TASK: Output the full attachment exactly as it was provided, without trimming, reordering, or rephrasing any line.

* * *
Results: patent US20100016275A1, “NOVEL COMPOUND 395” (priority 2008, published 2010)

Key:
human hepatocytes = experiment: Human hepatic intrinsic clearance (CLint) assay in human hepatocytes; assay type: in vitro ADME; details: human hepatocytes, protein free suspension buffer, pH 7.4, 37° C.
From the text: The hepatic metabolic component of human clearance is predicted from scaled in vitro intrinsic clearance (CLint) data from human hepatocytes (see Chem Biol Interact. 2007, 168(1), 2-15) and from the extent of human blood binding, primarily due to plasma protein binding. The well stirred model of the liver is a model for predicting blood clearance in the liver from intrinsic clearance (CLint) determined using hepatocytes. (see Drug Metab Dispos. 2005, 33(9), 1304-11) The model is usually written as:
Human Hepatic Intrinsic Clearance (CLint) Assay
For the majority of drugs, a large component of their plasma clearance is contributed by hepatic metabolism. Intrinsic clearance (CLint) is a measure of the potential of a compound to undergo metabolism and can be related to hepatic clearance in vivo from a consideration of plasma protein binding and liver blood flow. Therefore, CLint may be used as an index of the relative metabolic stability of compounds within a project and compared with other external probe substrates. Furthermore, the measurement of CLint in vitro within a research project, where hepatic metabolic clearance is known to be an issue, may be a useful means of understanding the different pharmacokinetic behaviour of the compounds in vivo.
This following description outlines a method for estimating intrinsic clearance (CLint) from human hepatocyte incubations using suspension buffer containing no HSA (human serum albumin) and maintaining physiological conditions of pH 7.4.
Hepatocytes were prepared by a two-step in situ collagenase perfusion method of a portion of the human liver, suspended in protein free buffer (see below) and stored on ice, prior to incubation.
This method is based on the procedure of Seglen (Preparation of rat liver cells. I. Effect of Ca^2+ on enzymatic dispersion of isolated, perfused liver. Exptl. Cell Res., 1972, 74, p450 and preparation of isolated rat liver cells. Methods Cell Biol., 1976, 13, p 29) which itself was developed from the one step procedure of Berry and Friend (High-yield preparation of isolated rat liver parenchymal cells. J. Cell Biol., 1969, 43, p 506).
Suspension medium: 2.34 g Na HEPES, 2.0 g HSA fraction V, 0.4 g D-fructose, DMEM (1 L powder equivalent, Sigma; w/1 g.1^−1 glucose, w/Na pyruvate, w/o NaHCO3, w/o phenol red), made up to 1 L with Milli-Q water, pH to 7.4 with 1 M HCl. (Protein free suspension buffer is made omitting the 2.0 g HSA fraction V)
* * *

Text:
Results: patent US20100016275A1, “NOVEL COMPOUND 395” (priority 2008, published 2010)

Key:
human hepatocytes = experiment: Human hepatic intrinsic clearance (CLint) assay in human hepatocytes; assay type: in vitro ADME; details: human hepatocytes, protein free suspension buffer, pH 7.4, 37° C.
From the text: The hepatic metabolic component of human clearance is predicted from scaled in vitro intrinsic clearance (CLint) data from human hepatocytes (see Chem Biol Interact. 2007, 168(1), 2-15) and from the extent of human blood binding, primarily due to plasma protein binding. The well stirred model of the liver is a model for predicting blood clearance in the liver from intrinsic clearance (CLint) determined using hepatocytes. (see Drug Metab Dispos. 2005, 33(9), 1304-11) The model is usually written as:
Human Hepatic Intrinsic Clearance (CLint) Assay
For the majority of drugs, a large component of their plasma clearance is contributed by hepatic metabolism. Intrinsic clearance (CLint) is a measure of the potential of a compound to undergo metabolism and can be related to hepatic clearance in vivo from a consideration of plasma protein binding and liver blood flow. Therefore, CLint may be used as an index of the relative metabolic stability of compounds within a project and compared with other external probe substrates. Furthermore, the measurement of CLint in vitro within a research project, where hepatic metabolic clearance is known to be an issue, may be a useful means of understanding the different pharmacokinetic behaviour of the compounds in vivo.
This following description outlines a method for estimating intrinsic clearance (CLint) from human hepatocyte incubations using suspension buffer containing no HSA (human serum albumin) and maintaining physiological conditions of pH 7.4.
Hepatocytes were prepared by a two-step in situ collagenase perfusion method of a portion of the human liver, suspended in protein free buffer (see below) and stored on ice, prior to incubation.
This method is based on the procedure of Seglen (Preparation of rat liver cells. I. Effect of Ca^2+ on enzymatic dispersion of isolated, perfused liver. Exptl. Cell Res., 1972, 74, p450 and preparation of isolated rat liver cells. Methods Cell Biol., 1976, 13, p 29) which itself was developed from the one step procedure of Berry and Friend (High-yield preparation of isolated rat liver parenchymal cells. J. Cell Biol., 1969, 43, p 506).
Suspension medium: 2.34 g Na HEPES, 2.0 g HSA fraction V, 0.4 g D-fructose, DMEM (1 L powder equivalent, Sigma; w/1 g.1^−1 glucose, w/Na pyruvate, w/o NaHCO3, w/o phenol red), made up to 1 L with Milli-Q water, pH to 7.4 with 1 M HCl. (Protein free suspension buffer is made omitting the 2.0 g HSA fraction V)